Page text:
What age is safe to let kids out?

Discussion in 'CycleChat Cafe' started by Maggot, 4 Jan 2008.

  1. Maggot

    Maggot Guest

    Maggot Jr(8) has just returned safely from his first solo trip to Tescos Metro, complete with a box of Oxo cubes and a sherbet dip. The shop is about 10 minutes walk, along a traffic free cycle/footpath, the only road to be crossed is the entrance to the car-park. He took his walkie-talkie and, unknown to him, I followed with his sister about 3 mins behind, so we are talking remote supervision. He had no idea we were doing it though. He is dipping away now, chuffed to bits, and feeling mighty grown up.

    However, he met one of our neighbours in Tescos, she is appalled I took such a huge risk:ohmy: What do we think?
  2. Arch

    Arch Married to Night Train

    Salford, UK
    I'd say, you know best. You know your kid, and his level of responsibility and maturity. I bet there are 16 year olds out there who really oughtn't to be out alone. If you never let him do little stuff lie this, he'll never learn how to avoid risk and so on.

    I was 10 before I went anywhere alone, but until then we'd lived in Belfast, and things were a bit different. Once we moved over here, and had a house in the suburbs, my sister and I were out and about all the time (sister is five years younger than me - I reckon she would have made her first solo trip earlier, maybe at 8?)

    Mind you, my Mum still worries about me now....
  3. Sh4rkyBloke

    Sh4rkyBloke Jaffa Cake monster

    Manchester, UK
    I agree with your neighbour.... think what could have happened if he'd accidentally mixed up the sherbert and the oxo cubes??? His tastebuds would never have forgiven him.

    I'll get my coat. :tongue:
  4. trustysteed

    trustysteed Guest

    i was hitch-hiking into the centre of town about 8 miles away when i was between 8-12, never had any problems. a 10 minute walk for an 8 yr old shouldn't even be considered a problem.
  5. domtyler

    domtyler Über Member

    You should give them as much freedom and responsibility as you can at the earliest age practicable.

    The only real threat out there is the roads, once they are old enough to act responsibly around roads then they are old enough to do almost anything.
  6. gavintc

    gavintc Guru

    My kids were flying to Canada on their own at age 12 and 10. Admittedly, BA would look after them on the flight. but it demanded getting a taxi to Heathrow from school and then reporting to the BA desk.
  7. Cycling Naturalist

    Cycling Naturalist Legendary Member

    That's a good age to do it. Any older and they notice that they haven't got return tickets. :thumbsup:
  8. Globalti

    Globalti Legendary Member

    I nearly got run over crossing the road aged about 17, I ended up lying on the poor bloke's bonnet. My fault entirely.
  9. Jaded

    Jaded New Member

    Ours have gone out on their own from about 8. Short trips, admittedly. The boy earlier than the girl.

    A neighbour made a comment about it being dangerous, them going up to the park on their own. "I know", I said, "However we teach them where to cross the road and how to, so we are comfortable with that." Got a great no-comprehend look back.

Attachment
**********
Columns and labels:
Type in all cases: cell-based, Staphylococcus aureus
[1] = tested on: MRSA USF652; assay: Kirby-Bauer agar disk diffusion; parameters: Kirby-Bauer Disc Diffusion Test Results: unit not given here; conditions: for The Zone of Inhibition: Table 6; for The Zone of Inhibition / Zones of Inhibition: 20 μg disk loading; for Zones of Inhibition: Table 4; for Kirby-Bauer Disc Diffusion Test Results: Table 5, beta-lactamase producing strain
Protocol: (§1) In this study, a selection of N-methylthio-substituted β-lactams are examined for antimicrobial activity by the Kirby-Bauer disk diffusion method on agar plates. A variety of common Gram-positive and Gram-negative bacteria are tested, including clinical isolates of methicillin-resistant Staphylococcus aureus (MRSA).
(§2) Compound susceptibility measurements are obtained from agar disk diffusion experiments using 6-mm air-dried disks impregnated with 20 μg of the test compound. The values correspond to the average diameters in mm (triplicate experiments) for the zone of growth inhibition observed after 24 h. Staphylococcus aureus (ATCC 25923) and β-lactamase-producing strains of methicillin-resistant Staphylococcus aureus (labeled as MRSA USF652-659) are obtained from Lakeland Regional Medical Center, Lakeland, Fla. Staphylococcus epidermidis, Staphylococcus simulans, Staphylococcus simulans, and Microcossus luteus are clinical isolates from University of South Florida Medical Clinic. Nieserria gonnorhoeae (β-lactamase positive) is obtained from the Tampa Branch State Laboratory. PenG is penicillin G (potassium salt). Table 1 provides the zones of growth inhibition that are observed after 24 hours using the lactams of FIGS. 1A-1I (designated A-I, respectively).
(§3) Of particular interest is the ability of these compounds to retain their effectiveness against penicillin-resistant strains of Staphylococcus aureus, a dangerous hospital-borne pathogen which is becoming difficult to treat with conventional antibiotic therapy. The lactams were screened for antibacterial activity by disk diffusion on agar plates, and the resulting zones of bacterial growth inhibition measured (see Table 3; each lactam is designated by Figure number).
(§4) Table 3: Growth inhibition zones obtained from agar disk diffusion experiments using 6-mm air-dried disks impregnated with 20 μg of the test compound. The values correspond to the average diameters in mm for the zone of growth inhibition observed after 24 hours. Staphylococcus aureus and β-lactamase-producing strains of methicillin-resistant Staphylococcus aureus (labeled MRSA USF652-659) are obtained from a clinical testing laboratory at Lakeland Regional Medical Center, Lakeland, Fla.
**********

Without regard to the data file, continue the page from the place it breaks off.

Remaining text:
10. Arch

    Arch Married to Night Train

    Salford, UK
    I think the best thing you can do is set a good example, drum the rules into them, and let them get on with it. My Dad always told me to look before crossing, even at lights, because the green man doesn't actually physically stop the traffic, and that habit has saved me before now, when a car has gone right over a red. I think part of it was that he explained WHY I still had to look, so it didn't just seem like a pointless rule. And when I was about 8 or 9, I saw a girl knocked down in the road, and it made a big impression on me.

    It's the same sort of thing for all dangers I guess. Lay down the rules, but credit kids with the intelligence to understand an explanation of why the rules are there.
  11. Landslide

    Landslide Rare Migrant

    Called to the bar
    There was this interesting article in the Grauniad before Christmas:

    By and large, the feedback was very supportive of the mother's actions in trusting her son:

    Maggot's example appears to show very responsible parenting - giving the child a taste of freedom and responsibility, whilst retaining a measure of guardianship and responsibility.

    I hope if and when I have kids I'll be able to act in a similar fashion.
  12. Agree with landslide :thumbsup:
  13. Arch

    Arch Married to Night Train

    Salford, UK
    My first independent trip was to a grocer's, about 50 yards from my Gran's house, to get potatoes.

    I got the wrong sort of potatoes.:thumbsup:
  14. ...bet you had your chips when you got home Arch...
  15. Crackle

    Crackle Squatter

    It's all about perspective, circumstance and situation which only you can judge and others can't. Whatever you do there'll always be 'tutters' and interferers.

    For instance if I told you that the other day I let my two kids 8 and 10 walk down the main A road, with no pavement with cars going past beeping so they could play in a tree with a rope a 1000 yards away out of sight and hearing, you'd rightly raise an eyebrow or two.

    If I then said the main road is a singletrack and the people beeping were also waving hello, the tree was outside their friends house and both of them at that age are also accomplished cimbers with ropes and harnesses the whole thing would look very different.

    The situation of alowing your children freedom is something only you can judge but others often insist on doing it for you these days.
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